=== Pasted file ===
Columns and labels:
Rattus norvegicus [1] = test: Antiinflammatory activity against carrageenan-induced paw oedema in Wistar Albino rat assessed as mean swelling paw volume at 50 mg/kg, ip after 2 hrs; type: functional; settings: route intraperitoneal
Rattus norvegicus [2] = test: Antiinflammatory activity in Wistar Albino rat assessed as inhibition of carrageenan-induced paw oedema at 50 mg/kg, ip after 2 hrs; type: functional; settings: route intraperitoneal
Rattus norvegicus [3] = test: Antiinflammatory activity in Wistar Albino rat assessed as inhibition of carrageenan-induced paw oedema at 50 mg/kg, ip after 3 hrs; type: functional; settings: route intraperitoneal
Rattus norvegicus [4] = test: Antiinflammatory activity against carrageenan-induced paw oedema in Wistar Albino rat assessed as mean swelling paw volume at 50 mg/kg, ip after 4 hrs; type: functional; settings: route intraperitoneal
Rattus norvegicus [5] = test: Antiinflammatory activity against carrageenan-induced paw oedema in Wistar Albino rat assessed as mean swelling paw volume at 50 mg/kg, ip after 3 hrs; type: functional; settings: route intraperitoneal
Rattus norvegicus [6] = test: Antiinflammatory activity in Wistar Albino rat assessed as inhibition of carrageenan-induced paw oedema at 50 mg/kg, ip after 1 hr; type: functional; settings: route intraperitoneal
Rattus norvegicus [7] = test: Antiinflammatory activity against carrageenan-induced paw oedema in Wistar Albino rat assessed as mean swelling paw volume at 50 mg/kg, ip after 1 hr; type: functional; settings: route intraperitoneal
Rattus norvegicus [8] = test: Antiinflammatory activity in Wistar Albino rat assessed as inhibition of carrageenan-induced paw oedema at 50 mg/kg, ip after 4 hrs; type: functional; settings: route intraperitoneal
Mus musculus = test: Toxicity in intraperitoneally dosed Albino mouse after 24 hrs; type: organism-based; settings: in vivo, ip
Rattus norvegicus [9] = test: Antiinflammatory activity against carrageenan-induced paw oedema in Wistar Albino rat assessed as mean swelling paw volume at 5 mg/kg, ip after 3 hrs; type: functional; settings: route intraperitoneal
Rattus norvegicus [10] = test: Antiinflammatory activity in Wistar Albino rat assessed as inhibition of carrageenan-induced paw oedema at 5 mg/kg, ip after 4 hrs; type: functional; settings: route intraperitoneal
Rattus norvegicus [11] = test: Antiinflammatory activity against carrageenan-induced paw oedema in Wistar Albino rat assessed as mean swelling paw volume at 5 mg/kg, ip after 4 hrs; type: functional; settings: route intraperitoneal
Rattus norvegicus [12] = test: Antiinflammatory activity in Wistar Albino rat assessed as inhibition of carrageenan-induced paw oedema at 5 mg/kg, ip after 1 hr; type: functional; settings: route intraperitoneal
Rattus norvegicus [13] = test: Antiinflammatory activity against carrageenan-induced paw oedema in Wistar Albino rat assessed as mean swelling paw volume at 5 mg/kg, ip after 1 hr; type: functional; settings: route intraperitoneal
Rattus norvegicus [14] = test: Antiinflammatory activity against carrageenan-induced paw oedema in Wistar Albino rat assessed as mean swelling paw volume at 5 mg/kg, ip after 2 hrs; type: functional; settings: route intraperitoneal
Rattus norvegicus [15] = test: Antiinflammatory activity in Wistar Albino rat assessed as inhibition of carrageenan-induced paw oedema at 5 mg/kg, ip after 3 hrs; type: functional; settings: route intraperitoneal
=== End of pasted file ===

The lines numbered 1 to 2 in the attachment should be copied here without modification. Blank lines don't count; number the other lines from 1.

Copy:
Columns and labels:
Rattus norvegicus [1] = test: Antiinflammatory activity against carrageenan-induced paw oedema in Wistar Albino rat assessed as mean swelling paw volume at 50 mg/kg, ip after 2 hrs; type: functional; settings: route intraperitoneal